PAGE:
"It's all right, Scully. He'll be fine; you don't need to worry. You don't need to worry."
As if she is the one who was crying.
Just as regularly as they arrive in the morning, William Scully's parents return for him at six o'clock. A little rumpled from the day, they talk animatedly about work as they make their way down the street. When they approach the schoolyard they quiet themselves self-consciously, turning themselves once more into the parents of a small boy, with no concerns other than cookies and coloring books and Winnie the Pooh.
There is something oddly emotional about their reunions with their son. William's father stands awkwardly, as if he doesn't quite know what to do with his limbs, running a hand through his hair until it stands up in unruly tufts. William's mother picks her son up and clutches him to her tightly until he wriggles in her arms and cries to get down again. Once or twice I think that I see tears in her own eyes, but it must just be a trick of the light.
Taking him into their possession again, they set off for home, once more the happy nuclear family. And I watch them go, and wonder.
Every so often, someone else comes to collect William. This is something that we accept; we encourage parents to fill out an emergency list of caretakers who can pick up their children if they are for some reason indisposed. William's parents offer us three names, which is unusually thorough of them.
The first person on William Scully's emergency list is Margaret Scully, his grandmother. She comes to the school from time to time with William's stroller, a petite dark-haired woman in late middle age, bubbling over with plans for a trip to the zoo or to the carousel on the Mall. Her visits are always telegraphed ahead of time.
"William's grandmother will be picking him up tomorrow," says William's mother in her matter-of-fact tone. "She should be here at four or four-thirty."
"Gramma," concurs William earnestly.
But the second person on William Scully's emergency list bears no apparent family connection, and his visits are always unexpected. I still remember the first time that he arrived at the school. It was a perfectly normal Tuesday until noon, when one of the teacher's aides went out for a coffee and came back bearing rumors of some sort of siege in central DC, roads blocked off and SWAT teams called in. That was all she had gleaned from the television at Starbucks, tuned to CNN but barely audible over the buzz of conversation. We turned on the radio in the school's kitchen, took turns listening to it one at a time, trying to keep the news from the children but not really gathering anything more than the first confused reports.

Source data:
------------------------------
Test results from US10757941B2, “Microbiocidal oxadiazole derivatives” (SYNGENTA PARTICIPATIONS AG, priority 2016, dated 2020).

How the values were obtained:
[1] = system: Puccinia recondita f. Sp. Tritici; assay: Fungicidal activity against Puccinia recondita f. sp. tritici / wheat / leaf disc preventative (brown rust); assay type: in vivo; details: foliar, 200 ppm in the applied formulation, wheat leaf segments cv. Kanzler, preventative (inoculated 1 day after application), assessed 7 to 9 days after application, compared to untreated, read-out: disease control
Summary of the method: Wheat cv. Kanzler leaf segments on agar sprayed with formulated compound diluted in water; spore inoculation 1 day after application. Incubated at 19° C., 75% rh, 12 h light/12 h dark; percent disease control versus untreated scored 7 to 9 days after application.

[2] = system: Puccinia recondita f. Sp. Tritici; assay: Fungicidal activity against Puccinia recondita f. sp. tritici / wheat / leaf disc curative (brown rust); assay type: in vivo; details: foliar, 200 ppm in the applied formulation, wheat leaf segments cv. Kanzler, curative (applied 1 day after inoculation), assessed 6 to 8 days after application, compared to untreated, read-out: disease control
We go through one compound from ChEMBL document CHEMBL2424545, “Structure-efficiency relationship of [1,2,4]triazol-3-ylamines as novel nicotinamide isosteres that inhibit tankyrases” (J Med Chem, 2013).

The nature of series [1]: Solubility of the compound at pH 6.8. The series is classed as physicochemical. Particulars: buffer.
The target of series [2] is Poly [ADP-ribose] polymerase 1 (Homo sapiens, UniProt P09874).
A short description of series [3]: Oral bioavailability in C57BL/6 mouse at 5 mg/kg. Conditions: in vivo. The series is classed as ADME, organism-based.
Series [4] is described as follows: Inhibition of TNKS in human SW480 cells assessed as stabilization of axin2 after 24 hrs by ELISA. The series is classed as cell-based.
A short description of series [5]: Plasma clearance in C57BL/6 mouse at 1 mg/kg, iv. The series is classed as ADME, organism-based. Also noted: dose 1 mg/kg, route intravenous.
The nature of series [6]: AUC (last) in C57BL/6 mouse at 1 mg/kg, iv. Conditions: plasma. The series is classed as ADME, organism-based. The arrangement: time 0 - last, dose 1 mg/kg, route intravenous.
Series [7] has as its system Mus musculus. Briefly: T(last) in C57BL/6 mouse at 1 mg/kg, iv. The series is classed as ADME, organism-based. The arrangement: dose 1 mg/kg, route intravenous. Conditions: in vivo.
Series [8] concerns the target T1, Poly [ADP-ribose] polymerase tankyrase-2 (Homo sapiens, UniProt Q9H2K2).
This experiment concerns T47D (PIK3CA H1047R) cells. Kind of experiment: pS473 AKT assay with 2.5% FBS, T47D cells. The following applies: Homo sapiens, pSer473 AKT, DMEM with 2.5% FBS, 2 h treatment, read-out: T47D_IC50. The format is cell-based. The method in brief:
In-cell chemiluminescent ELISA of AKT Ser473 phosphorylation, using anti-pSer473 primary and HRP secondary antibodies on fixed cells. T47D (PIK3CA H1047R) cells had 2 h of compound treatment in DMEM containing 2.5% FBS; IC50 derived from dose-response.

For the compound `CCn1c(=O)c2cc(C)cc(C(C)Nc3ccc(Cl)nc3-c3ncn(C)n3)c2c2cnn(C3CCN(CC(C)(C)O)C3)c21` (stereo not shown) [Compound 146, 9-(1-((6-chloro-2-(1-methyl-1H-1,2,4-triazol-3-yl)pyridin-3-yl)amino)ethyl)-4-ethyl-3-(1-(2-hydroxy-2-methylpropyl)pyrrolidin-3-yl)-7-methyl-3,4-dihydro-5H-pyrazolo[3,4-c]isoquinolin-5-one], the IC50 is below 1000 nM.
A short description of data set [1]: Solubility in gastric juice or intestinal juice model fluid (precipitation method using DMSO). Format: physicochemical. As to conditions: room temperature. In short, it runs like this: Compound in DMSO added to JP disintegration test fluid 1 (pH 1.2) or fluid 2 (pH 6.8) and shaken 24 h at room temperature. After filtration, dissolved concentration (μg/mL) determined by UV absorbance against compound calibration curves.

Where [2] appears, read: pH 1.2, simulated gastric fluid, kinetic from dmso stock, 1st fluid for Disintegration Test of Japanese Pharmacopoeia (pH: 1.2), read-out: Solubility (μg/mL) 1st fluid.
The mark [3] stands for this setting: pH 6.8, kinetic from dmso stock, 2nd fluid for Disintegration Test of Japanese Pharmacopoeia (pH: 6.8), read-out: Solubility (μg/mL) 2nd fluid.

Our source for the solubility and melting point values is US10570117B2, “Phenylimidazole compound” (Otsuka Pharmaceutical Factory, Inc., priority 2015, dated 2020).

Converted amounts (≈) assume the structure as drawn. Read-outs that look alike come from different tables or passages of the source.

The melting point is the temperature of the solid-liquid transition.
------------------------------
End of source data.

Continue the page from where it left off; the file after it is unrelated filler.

Then, at five, a black government car pulled up outside the school. Out of it got a couple of anonymous-looking men in dark suits who stood by the car, looking around uneasily. They were followed by another dark-suited man, older and more authoritative.
He walked into the schoolyard and flashed an FBI badge at me. "Ma'am. Walter Skinner. I'm here for William Scully."
Offhand, I didn't recognize the name. We left him standing there, broad-shouldered and trench-coated amid a sea of small children, while we huddled nervously in the office and pulled William's file. And there he was in black and white. Name: Walter Skinner. Relationship to child: Boss. While not strictly accurate, its meaning was clear enough. Though the school certainly hadn't requested one, there was even a head-shot of the man, taken in front of an American flag. He was fixing the camera with a steely gaze, the light from the flash glinting off the edge of his wire-rimmed glasses.
I emerged from the school with William in my arms. To my surprise, he reached out to the man as soon as he saw him.
"Here he is, Mr Skinner."
"A.D., F.B.I," said William, leaning almost out of my grasp in his eagerness to be handed over.
"Do I have to, uh, sign for him or anything?"
"No," I replied, "that's not necessary."
The man looked at me disapprovingly, as if he had assessed our school's procedures and found them wanting. Then he reached out and took William Scully in his big arms.
"Come on buddy," he said in a voice surprisingly gentle. "Let's go see your crazy parents in the hospital."